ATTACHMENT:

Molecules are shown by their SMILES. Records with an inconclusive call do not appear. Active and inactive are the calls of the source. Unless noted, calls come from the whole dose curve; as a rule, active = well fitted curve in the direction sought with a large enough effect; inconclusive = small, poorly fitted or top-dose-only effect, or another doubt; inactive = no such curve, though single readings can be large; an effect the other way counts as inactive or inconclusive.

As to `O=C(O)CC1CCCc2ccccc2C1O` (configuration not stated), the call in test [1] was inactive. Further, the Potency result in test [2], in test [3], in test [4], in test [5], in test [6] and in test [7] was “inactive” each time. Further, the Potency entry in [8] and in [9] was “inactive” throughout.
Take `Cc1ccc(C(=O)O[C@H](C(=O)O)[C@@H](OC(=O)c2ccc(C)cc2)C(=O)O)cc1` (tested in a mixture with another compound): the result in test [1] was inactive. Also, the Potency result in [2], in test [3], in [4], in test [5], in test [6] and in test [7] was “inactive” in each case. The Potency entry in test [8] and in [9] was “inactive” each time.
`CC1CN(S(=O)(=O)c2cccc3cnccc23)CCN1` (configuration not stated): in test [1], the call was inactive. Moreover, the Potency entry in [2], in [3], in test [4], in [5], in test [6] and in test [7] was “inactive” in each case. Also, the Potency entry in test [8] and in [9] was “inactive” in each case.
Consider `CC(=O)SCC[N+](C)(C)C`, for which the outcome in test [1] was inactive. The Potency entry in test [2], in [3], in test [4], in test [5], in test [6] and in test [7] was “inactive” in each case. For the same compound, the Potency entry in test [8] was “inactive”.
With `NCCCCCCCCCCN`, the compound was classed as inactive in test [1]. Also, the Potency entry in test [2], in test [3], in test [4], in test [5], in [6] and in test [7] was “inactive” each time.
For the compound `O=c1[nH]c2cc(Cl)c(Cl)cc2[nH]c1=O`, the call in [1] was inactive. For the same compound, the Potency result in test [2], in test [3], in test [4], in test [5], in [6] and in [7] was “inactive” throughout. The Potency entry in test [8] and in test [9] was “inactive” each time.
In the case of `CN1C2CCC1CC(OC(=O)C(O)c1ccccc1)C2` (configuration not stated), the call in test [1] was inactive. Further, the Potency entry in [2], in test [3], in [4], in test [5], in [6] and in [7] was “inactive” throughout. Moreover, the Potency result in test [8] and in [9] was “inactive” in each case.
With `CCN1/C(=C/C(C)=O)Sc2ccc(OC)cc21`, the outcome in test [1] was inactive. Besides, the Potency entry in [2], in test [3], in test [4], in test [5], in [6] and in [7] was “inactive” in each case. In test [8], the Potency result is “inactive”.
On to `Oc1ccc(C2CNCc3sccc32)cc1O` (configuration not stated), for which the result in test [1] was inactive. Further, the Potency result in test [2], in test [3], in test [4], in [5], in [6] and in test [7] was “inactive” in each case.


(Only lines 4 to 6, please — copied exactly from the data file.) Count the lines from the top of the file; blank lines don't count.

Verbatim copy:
`CC1CN(S(=O)(=O)c2cccc3cnccc23)CCN1` (configuration not stated): in test [1], the call was inactive. Moreover, the Potency entry in [2], in [3], in test [4], in [5], in test [6] and in test [7] was “inactive” in each case. Also, the Potency entry in test [8] and in [9] was “inactive” in each case.
Consider `CC(=O)SCC[N+](C)(C)C`, for which the outcome in test [1] was inactive. The Potency entry in test [2], in [3], in test [4], in test [5], in test [6] and in test [7] was “inactive” in each case. For the same compound, the Potency entry in test [8] was “inactive”.
With `NCCCCCCCCCCN`, the compound was classed as inactive in test [1]. Also, the Potency entry in test [2], in test [3], in test [4], in test [5], in [6] and in test [7] was “inactive” each time.